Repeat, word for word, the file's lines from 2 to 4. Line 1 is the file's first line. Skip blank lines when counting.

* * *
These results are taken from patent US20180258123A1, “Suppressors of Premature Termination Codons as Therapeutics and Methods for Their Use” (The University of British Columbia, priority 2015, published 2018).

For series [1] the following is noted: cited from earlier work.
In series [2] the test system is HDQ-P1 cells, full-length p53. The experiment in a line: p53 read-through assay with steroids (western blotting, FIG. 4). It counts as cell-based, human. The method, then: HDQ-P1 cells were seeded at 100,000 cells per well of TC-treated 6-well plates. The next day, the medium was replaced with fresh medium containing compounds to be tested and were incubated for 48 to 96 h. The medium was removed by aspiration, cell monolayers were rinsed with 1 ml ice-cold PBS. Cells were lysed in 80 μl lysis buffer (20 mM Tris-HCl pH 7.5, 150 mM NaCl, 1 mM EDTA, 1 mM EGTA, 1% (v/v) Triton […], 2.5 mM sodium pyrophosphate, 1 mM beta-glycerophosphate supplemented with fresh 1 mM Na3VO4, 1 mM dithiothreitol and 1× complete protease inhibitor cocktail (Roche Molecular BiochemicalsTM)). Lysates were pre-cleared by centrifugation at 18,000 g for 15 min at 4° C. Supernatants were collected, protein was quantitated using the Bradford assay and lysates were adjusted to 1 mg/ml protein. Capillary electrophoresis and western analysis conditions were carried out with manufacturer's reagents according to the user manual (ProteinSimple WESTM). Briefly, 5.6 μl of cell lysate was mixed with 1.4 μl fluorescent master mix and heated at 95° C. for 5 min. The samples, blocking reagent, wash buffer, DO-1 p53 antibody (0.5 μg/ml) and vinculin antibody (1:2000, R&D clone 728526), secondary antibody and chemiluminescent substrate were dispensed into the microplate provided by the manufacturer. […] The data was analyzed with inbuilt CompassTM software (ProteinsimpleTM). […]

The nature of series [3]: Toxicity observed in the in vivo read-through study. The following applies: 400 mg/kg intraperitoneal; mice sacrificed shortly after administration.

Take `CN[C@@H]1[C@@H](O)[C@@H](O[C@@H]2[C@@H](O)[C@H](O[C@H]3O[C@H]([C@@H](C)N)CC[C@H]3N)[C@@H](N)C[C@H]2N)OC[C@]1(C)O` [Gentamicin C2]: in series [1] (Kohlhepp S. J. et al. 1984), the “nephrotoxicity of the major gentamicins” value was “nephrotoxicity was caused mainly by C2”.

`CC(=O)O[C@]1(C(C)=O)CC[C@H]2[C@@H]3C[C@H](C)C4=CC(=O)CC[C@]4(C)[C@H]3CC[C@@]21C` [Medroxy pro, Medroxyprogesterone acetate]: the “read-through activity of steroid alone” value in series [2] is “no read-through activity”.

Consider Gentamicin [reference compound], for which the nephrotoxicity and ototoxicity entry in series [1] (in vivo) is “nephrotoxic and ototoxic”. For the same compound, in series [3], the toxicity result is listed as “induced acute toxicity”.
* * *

For series [1] the following is noted: cited from earlier work.
In series [2] the test system is HDQ-P1 cells, full-length p53. The experiment in a line: p53 read-through assay with steroids (western blotting, FIG. 4). It counts as cell-based, human. The method, then: HDQ-P1 cells were seeded at 100,000 cells per well of TC-treated 6-well plates. The next day, the medium was replaced with fresh medium containing compounds to be tested and were incubated for 48 to 96 h. The medium was removed by aspiration, cell monolayers were rinsed with 1 ml ice-cold PBS. Cells were lysed in 80 μl lysis buffer (20 mM Tris-HCl pH 7.5, 150 mM NaCl, 1 mM EDTA, 1 mM EGTA, 1% (v/v) Triton […], 2.5 mM sodium pyrophosphate, 1 mM beta-glycerophosphate supplemented with fresh 1 mM Na3VO4, 1 mM dithiothreitol and 1× complete protease inhibitor cocktail (Roche Molecular BiochemicalsTM)). Lysates were pre-cleared by centrifugation at 18,000 g for 15 min at 4° C. Supernatants were collected, protein was quantitated using the Bradford assay and lysates were adjusted to 1 mg/ml protein. Capillary electrophoresis and western analysis conditions were carried out with manufacturer's reagents according to the user manual (ProteinSimple WESTM). Briefly, 5.6 μl of cell lysate was mixed with 1.4 μl fluorescent master mix and heated at 95° C. for 5 min. The samples, blocking reagent, wash buffer, DO-1 p53 antibody (0.5 μg/ml) and vinculin antibody (1:2000, R&D clone 728526), secondary antibody and chemiluminescent substrate were dispensed into the microplate provided by the manufacturer. […] The data was analyzed with inbuilt CompassTM software (ProteinsimpleTM). […]

The nature of series [3]: Toxicity observed in the in vivo read-through study. The following applies: 400 mg/kg intraperitoneal; mice sacrificed shortly after administration.